Landscape managers use their understanding of plants and the natural environment to advise those involved in the planning, development and care of new and existing landscapes.
They are frequently consulted during the planning stage of both short and long term land development projects. They advise on the probable effects of such developments and provide ideas for alternative uses for the land.
Much of the practical side of a landscape manager’s work consists of biological surveys. These involve listing the plants, birds, animals and insects that inhabit a site, the type of soil and the site’s drainage, plus the local geography. Landscape managers write management plans, which can be on a short-term maintenance basis as well as longer-term developmental needs.
The types of landscape they deal with include nature conservation areas, historic gardens, city industrial parks, woodland for timber production or recreation, motorway verges, and communal grounds in residential areas.
Landscape managers are also involved in letting and administering contracts to manage and maintain the land. Once the contract is awarded, they go out on site to oversee the project, supervise the contractors, volunteers and others who carry out the work on the ground.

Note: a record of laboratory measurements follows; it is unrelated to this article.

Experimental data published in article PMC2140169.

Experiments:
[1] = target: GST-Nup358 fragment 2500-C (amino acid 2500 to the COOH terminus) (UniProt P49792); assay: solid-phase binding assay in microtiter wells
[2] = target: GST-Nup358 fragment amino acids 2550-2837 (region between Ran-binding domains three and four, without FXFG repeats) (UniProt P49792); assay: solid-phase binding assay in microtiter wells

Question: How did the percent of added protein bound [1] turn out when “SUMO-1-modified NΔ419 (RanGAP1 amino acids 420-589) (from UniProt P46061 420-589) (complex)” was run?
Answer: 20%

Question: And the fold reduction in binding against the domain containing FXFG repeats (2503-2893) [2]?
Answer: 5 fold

Landscape managers may be called to advise on planning applications and public enquiries prior to major construction projects. They often work with other professionals such as landscape architects and landscape scientists; see relevant job profiles for further details.
Hours of work can be long and irregular, with evening and weekend work common.
Landscape managers work outdoors in all weathers for much of the time. The work can be physically demanding with a lot of walking, and possibly climbing. Some time is spent indoors dealing with administrative tasks or attending meetings.
Those who work in the private sector may spend a lot of time travelling to sites. They may occasionally have to stay away from home. A driving licence is usually necessary.
To work as a landscape manager, you should:
There are opportunities throughout the UK. Employers include local government and central government departments, and companies involved in building, civil engineering, mining, power supply and land reclamation. Landscape managers may also work for organisations such as The National Trust, National Trust for Scotland and English Nature. Some may work in private practice.
Promotion can be to a senior or management role. Self-employment may be possible on a consultancy basis. There are also opportunities overseas, especially in Europe, the Middle East and the Far East.
If you would like to learn more about becoming a landscape manager that does not appear on Hotcourses, further information can be found below.
The Landscape Institute
33 Great Portland Street
Tel: 020 7299 4500
Tel: 0845 707 8007
Lantra career advice sites:
The Institute of Ecology and Environmental Management
45 Southgate Street
Tel: 01962 868626